The Bush administration and its loyalists have an uphill battle on their hands to persuade the public that whomever revealed the White House's secret eavesdropping on U.S. citizens' telecommunications, and probable violations of the Fourth Amendment, was anything but a patriot.
Whether the White House can make a criminal case in court is another matter. That, too, is improbable, if history holds. And it could be politically suicidal as well.
So-called insider "leakers" who've revealed secret presidential abuses of power have emerged in recent years as heroic figures loyal to their oaths to defend the Constitution, rather than fealty to politicians determined to abuse authority and skirt laws.
President Nixon literally was driven from office by leakers. Presidential counselor John Dean revealed office tapes implicating Nixon in the Watergate burglary.
Leaks also revealed President Reagan's secret Iran-Contra arms deals that created such a furor. No leaker was successfully prosecuted.
Threats by Bush yes-men in Congress and in the Justice Department to track down and prosecute leakers is part of the same pattern of past presidential fury designed to frighten leakers and the media and thus protect secrets that could land presidents in dire legal straits.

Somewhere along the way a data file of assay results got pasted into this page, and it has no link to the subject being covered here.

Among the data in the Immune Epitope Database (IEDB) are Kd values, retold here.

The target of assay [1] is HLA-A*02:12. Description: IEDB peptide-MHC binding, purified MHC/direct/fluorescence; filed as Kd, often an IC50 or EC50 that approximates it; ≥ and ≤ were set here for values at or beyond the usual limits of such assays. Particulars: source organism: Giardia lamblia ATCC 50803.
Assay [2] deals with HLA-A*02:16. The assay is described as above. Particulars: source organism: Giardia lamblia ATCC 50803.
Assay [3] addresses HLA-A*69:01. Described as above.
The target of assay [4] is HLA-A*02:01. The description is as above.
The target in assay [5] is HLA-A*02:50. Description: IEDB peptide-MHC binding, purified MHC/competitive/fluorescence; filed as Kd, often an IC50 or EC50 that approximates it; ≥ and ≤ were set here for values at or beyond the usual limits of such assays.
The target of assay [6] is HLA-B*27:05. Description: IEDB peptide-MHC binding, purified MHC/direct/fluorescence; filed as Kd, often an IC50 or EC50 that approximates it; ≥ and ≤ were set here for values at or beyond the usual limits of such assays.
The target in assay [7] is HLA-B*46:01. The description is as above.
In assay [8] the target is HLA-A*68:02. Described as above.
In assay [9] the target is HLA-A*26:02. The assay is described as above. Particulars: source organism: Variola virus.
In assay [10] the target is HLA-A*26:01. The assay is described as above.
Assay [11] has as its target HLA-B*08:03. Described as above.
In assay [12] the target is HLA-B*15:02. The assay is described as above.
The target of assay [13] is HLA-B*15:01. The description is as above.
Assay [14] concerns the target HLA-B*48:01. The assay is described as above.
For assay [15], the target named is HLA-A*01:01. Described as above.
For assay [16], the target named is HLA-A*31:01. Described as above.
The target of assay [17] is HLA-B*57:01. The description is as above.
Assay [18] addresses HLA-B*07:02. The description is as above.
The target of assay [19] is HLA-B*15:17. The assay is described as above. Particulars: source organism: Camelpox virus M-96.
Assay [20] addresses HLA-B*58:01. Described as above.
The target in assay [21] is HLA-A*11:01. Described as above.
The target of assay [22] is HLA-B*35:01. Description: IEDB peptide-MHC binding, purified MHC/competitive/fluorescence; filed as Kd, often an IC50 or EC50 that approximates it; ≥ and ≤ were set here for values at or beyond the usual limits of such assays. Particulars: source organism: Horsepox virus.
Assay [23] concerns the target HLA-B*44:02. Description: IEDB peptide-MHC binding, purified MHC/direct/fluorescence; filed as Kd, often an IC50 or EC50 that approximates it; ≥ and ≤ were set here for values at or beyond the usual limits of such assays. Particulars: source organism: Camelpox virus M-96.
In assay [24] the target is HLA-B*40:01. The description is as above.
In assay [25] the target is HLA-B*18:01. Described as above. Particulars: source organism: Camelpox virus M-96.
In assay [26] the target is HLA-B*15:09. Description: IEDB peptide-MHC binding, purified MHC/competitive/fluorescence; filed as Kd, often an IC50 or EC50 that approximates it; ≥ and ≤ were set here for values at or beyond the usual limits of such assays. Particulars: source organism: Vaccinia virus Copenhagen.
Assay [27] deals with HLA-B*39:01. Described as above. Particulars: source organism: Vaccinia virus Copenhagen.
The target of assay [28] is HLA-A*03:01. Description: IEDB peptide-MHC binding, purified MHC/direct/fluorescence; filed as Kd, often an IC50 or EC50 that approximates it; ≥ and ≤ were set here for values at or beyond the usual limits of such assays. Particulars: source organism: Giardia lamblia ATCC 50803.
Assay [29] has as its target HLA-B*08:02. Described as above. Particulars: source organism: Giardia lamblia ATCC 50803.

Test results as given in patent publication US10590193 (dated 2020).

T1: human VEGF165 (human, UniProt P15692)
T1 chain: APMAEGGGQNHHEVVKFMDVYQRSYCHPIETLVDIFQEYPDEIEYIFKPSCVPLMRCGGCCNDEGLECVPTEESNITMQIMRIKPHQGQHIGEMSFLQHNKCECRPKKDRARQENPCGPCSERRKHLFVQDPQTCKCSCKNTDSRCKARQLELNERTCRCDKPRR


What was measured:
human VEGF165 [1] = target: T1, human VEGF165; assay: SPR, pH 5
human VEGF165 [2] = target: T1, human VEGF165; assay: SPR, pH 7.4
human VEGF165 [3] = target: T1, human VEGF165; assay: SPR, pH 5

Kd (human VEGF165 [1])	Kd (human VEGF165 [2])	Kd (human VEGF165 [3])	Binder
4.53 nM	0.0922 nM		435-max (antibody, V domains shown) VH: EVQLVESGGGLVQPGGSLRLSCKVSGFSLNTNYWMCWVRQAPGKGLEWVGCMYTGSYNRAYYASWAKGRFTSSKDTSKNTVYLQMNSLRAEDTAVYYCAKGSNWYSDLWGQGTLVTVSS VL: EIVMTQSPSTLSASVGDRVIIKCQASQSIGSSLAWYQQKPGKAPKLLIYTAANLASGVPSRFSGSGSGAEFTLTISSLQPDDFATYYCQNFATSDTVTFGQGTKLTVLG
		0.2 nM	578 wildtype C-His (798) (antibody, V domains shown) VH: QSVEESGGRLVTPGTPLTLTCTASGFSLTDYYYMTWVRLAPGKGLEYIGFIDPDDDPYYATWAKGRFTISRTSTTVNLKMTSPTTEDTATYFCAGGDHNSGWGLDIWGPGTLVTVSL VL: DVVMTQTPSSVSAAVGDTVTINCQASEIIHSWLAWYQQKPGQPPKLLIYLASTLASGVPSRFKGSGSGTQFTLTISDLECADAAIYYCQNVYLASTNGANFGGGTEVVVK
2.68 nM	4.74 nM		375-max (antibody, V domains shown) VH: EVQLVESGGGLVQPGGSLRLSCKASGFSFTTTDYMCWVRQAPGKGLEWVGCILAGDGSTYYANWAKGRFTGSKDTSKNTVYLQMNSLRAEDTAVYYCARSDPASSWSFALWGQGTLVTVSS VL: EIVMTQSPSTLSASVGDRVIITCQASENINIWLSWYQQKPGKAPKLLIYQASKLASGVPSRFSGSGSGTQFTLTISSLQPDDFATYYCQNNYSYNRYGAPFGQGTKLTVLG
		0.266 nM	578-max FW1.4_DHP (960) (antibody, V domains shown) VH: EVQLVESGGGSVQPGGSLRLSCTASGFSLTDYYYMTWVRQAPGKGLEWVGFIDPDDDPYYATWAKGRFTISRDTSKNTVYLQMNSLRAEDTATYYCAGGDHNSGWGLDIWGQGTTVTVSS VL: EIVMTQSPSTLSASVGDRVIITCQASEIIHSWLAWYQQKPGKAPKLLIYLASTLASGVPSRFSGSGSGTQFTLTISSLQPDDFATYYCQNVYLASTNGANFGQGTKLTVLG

The Bush White House has a special disposition not only for secrecy but also for unchecked abuse of power and authority.
The CIA's retired European operations last weekend confirmed the generally understood wisdom that the White House lied about intelligence leading to the attack on Iraq, and literally rigged reasons for the war.
Leaked information revealed the White House's attempt to waive Geneva Conventions to allow harsh interrogations of terrorism suspects. And it was a leak to The Washington Post that revealed the CIA's use of overseas prisons to interrogate detainees.
Critics who've maintained that the Bush administration callously imprisoned "suspects" in Guantanamo Bay, Cuba, to avoid congressional and judicial oversight and accountability finally are being vindicated.
The Pentagon announced Tuesday it's releasing 141 of the 490 "enemy combatants" still held at Gitmo without any charges. Another 250 were released earlier. Only 10 in the facility have been charged.
With polls showing the public doesn't trust President Bush by overwhelming percentages and the Republican Party suffering a political backlash, prosecuting government leakers for exposing high-level wrongdoing would only confirm the worst fears and suspicions about this president and his circle.